Occupy Seattle's account of yesterday's port protest is an interesting read, and I can't dispute that many truckers and longshoremen sympathize with their cause and support their actions. But I can correct them on a couple of facts:
At 5pm, reports came through that the union arbitrator had ruled in favor of protesters, deeming the picket too dangerous to cross. The shipping company called off work at Terminal 18 for the evening. In accordance with union contract, dispatched longshore workers were nonetheless paid for their time.
According to a spokesman for International Longshore and Warehouse Union (ILWU) Local 19, the night shift at Terminal 18 (6 pm to 2 am) was canceled by the operators ahead of the contractual deadline, meaning the 60 to 80 longshoremen, foremen, and clerks scheduled for the shift last night will not be paid. I know that wasn't the Occupiers' intention, but that's what happened.
The crowd of Terminal 18 dissipated and joined Terminal 5. After two hours of picketing, the union arbitrator once again ruled in favor of protesters, calling off work at the terminal.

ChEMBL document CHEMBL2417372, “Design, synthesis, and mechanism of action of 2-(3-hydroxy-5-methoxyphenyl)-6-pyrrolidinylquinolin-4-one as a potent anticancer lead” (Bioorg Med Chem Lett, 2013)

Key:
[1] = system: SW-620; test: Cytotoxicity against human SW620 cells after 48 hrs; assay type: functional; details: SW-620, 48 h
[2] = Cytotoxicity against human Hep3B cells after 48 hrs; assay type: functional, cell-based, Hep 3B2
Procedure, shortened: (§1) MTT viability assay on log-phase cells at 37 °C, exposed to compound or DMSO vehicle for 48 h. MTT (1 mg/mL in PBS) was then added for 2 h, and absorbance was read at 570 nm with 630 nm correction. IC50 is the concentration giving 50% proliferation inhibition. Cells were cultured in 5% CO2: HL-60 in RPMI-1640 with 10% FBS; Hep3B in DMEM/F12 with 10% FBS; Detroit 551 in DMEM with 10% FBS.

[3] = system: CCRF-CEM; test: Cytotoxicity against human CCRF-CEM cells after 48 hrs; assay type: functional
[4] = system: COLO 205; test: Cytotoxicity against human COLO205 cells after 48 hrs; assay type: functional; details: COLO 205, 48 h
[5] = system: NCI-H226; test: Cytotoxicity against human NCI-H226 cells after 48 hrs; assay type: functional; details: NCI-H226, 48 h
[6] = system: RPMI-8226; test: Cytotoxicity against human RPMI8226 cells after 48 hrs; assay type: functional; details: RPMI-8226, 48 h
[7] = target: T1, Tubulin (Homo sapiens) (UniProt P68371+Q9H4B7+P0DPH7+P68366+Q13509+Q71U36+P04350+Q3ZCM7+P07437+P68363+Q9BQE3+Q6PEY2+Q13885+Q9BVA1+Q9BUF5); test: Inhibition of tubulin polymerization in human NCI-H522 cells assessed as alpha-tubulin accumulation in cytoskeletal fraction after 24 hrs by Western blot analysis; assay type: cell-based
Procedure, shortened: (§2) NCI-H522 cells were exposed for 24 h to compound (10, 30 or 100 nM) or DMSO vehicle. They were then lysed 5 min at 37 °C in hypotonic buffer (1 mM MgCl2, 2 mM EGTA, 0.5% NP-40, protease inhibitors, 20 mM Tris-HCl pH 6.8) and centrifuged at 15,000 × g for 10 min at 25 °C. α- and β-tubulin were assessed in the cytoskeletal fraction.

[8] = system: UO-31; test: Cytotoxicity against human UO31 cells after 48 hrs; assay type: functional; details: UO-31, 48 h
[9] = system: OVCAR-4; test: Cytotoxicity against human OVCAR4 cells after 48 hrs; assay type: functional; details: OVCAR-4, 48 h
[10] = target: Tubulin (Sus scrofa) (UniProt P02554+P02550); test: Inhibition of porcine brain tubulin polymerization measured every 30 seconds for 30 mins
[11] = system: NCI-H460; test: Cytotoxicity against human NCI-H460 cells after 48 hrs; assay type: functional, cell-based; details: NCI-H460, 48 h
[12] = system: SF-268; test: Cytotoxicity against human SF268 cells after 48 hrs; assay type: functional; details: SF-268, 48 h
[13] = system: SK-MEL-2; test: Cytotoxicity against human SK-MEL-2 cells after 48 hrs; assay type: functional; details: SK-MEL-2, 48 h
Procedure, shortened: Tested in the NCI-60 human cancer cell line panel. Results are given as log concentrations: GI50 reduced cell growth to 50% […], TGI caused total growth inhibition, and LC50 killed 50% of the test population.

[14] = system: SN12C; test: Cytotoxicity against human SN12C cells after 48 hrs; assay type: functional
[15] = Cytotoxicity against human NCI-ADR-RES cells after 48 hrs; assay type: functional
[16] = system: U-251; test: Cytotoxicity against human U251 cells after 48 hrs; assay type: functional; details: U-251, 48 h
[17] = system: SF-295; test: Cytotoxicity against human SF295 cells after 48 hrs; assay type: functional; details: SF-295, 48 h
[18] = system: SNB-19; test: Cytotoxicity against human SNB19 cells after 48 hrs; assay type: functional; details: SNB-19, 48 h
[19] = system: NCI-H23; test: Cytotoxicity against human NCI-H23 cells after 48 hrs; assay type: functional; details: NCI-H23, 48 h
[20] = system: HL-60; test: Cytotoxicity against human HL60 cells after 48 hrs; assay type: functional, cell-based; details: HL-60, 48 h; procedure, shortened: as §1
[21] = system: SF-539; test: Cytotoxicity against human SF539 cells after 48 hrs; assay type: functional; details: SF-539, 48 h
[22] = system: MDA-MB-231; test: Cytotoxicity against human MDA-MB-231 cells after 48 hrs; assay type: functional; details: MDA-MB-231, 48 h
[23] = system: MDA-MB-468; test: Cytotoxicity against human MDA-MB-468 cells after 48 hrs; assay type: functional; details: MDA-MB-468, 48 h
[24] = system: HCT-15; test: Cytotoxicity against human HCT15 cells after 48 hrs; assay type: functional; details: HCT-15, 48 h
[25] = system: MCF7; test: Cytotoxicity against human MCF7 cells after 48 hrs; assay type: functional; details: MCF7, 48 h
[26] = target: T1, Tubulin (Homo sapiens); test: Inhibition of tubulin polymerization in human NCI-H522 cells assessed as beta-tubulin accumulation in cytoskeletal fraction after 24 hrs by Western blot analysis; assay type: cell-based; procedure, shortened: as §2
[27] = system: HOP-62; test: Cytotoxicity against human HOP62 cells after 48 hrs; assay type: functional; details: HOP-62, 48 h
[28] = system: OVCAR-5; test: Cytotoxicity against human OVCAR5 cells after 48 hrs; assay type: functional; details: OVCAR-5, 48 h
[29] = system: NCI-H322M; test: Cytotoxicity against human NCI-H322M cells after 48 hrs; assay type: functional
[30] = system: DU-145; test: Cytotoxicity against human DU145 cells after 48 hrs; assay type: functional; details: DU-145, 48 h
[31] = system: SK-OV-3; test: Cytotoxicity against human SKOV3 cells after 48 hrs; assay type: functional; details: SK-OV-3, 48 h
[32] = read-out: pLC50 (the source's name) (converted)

Work was disrupted at Terminal 5, but not canceled, so the ILWU dispatched work orders "through completion." However, ILWU says that the shipper, American President Lines, is refusing to pay workers for the disrupted shift, a contractual dispute that will ultimately be worked out between the shipper and the union. "It's being discussed," the union says.
Considering the scope of yesterday's west coast port protests, I'd have to call shutting down all or parts of four ports a bit of a success. But when they're impacting the livelihoods of fellow members of the 99 Percent, Occupiers need to honestly own up to the consequences of their actions, even if they're unintended.
So here's a free PR tip to the Occupy Seattle media team: It's more effective to spin the facts than to ignore them.